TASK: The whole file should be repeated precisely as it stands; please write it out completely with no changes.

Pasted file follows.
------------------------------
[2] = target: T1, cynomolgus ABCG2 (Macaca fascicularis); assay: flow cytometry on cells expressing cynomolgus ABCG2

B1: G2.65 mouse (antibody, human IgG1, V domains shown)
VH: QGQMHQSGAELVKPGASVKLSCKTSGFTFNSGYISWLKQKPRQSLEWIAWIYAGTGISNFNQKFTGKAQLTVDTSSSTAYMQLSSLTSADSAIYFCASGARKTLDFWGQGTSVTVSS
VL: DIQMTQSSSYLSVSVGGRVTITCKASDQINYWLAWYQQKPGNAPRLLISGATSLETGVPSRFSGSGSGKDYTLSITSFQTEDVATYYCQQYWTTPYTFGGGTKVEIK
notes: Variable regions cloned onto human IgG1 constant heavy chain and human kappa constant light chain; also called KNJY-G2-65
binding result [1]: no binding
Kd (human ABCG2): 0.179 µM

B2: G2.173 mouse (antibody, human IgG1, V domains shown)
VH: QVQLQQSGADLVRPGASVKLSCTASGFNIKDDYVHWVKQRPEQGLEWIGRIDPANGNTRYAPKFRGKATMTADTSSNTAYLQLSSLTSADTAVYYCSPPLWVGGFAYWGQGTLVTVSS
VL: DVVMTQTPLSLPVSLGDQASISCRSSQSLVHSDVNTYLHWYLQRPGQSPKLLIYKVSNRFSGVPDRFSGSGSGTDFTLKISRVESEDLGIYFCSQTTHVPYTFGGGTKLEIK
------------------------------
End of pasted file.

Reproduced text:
[2] = target: T1, cynomolgus ABCG2 (Macaca fascicularis); assay: flow cytometry on cells expressing cynomolgus ABCG2

B1: G2.65 mouse (antibody, human IgG1, V domains shown)
VH: QGQMHQSGAELVKPGASVKLSCKTSGFTFNSGYISWLKQKPRQSLEWIAWIYAGTGISNFNQKFTGKAQLTVDTSSSTAYMQLSSLTSADSAIYFCASGARKTLDFWGQGTSVTVSS
VL: DIQMTQSSSYLSVSVGGRVTITCKASDQINYWLAWYQQKPGNAPRLLISGATSLETGVPSRFSGSGSGKDYTLSITSFQTEDVATYYCQQYWTTPYTFGGGTKVEIK
notes: Variable regions cloned onto human IgG1 constant heavy chain and human kappa constant light chain; also called KNJY-G2-65
binding result [1]: no binding
Kd (human ABCG2): 0.179 µM

B2: G2.173 mouse (antibody, human IgG1, V domains shown)
VH: QVQLQQSGADLVRPGASVKLSCTASGFNIKDDYVHWVKQRPEQGLEWIGRIDPANGNTRYAPKFRGKATMTADTSSNTAYLQLSSLTSADTAVYYCSPPLWVGGFAYWGQGTLVTVSS
VL: DVVMTQTPLSLPVSLGDQASISCRSSQSLVHSDVNTYLHWYLQRPGQSPKLLIYKVSNRFSGVPDRFSGSGSGTDFTLKISRVESEDLGIYFCSQTTHVPYTFGGGTKLEIK